The JAMs

A new set of initials entered the language of British politics this week – JAM.  They stand for ‘Just About Managing’ and refer to families or individuals who are just about getting by in the current financial climate, but who, by implication, might feel the pinch hard if the economic situation in the UK worsens.

I realised that I’d been a JAM for about twenty years, – in fact, I was a JAM WELL before it was trendy and had it’s own set of initials. I think I entered JAMness in the late 1990s and have meandered around the edges of it since.

So, leaving the political commentaries aside, what has being a JAM meant to me and mine?  I should add that we’re a single income household,  don’t have children, and to be honest I chose a career path that whilst it’s given me flexibility, hasn’t given me a load of cash!

So…what might new JAMmies start to realise after being on the JAMline for a few months.

Financial planning is something of a joke.  The idea of putting a portion of my income away in to savings. I manage to contribute to a pension because it’s taken at source.

You reach the end of the money before the end of the month.  Having said that, I do have the option of doing a little more freelance work to take up the slack; at least I have something sellable.  Of course, time is an issue.

Socialising, holidays, buying folks you love nice gifts – forget it. These are things that require planning to generate the spare money. Christmas planning for us starts 2-3 months ahead of the start of shopping in order to work out how to get the money together.

Decisions as to whether to eat or heat. When you have ‘pay as you go’ electricity and gas it genuinely can boil down to feeding the meters before feeding yourself.  You realise how expensive energy is and end up running the house at a lower temperature and wearing more clothes.

One unexpected expenditure – dental work, unexpected vet’s bill, new shoes, etc. will knock the carefully planned weekly expenditure totally off kilter. You can try creating a ‘rainy day’ fund but trust me, unless you can top it up regularly, it soon runs dry.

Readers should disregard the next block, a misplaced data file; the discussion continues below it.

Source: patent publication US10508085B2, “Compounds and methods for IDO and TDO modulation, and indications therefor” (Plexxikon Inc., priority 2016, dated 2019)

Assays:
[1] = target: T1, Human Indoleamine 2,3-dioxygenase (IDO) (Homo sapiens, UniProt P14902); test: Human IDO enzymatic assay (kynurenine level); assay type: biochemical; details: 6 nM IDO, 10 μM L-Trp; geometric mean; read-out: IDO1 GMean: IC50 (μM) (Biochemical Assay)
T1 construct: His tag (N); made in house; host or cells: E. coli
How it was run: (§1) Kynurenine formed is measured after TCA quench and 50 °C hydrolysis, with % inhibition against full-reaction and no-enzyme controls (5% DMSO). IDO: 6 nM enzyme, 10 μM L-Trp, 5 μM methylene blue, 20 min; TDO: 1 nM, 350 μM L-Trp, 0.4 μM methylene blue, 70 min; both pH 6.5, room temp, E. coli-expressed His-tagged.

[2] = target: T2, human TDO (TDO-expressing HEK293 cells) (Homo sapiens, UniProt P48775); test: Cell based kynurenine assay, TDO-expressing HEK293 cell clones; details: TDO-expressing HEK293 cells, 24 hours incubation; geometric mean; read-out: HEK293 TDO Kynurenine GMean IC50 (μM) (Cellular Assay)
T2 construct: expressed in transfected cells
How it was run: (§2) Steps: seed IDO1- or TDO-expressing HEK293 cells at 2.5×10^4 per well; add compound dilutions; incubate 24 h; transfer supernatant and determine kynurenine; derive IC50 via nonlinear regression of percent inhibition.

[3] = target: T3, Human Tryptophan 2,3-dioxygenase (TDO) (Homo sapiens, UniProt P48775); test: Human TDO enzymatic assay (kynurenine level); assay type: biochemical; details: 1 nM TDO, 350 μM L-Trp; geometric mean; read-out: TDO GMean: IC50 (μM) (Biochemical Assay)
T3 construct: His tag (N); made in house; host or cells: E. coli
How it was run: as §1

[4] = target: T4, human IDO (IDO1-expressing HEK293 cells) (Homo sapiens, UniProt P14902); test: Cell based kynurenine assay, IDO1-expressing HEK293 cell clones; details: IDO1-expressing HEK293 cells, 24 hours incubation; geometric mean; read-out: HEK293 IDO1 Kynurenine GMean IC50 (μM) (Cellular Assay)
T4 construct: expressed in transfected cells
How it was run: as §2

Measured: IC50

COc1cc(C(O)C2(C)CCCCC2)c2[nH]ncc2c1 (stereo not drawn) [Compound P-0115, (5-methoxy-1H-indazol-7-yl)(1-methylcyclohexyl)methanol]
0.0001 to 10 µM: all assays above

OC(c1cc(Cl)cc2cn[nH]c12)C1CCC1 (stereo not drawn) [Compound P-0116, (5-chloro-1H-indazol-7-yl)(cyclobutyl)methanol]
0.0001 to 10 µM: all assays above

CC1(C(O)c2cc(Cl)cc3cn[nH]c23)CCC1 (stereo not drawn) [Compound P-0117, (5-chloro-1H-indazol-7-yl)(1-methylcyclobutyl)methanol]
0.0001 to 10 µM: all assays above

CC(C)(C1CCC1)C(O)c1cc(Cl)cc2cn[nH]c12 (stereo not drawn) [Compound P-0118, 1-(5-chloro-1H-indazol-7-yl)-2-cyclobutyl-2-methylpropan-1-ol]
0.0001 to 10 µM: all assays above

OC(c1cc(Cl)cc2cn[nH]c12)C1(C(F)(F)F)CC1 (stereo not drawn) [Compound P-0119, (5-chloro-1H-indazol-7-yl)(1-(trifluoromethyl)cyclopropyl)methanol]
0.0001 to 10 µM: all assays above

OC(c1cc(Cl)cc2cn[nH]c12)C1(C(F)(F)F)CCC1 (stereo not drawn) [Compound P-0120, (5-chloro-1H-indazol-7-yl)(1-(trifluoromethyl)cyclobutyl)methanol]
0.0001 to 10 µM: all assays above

Spur of the moment spending is not possible.

Having said that, what advice do I have for new JAMmies?  Of course, many of you are there already but now you have a name for yourselves.  For those who may become JAMmies in the near future….

Well, welcome to the club. It’s a bit of a pain in the arse, but these days it’s no longer the perceived refuge of the  the idle and feckless that it used to be.  After all, we’re here. 🙂

As soon as possible, work out your spending and income – do a budget and attempt wholeheartedly to stick to it.  In fact, most people don’t have a grip on where there money goes – if you can get a handle on that then you’re already ahead of the game.  Saving money on occasional, small things that you really enjoy is pointless – you don’t actually save that much and you make yourself miserable. Factor some ‘me money’ in to your budget.

If you feel JAMminess approaching, get to work on reducing credit card debt as soon as you can; that credit card may well be the thing that keeps you fed some months, assuming it’s not maxed out with computer games and handbags.

Prepare family and friends for the new regime. Explain that whilst you love them dearly, you can no longer afford the big presents, the frequent (and mainly expensive) nights out.  You may find that they too are approaching the JAM status and can see where you’re coming from.

Be prepared to swallow pride; if you need help from friends, food-banks, etc. go for it.  State help is, as you’ll be aware, a decreasingly common option (and of decreasing value) so don’t assume that ‘the Government’ will help you out.  They won’t; they only help you IN to the JAM Today club.

I don’t expect this situation to change; for me it’s so much a part of day to day life that I forget the shock to the system that it can be for people when they find their life changed in this way.

It will be tough; but you will survive. After 20 years at it, trust me; it’s possible. Just don’t expect your view of the world to stay the same!

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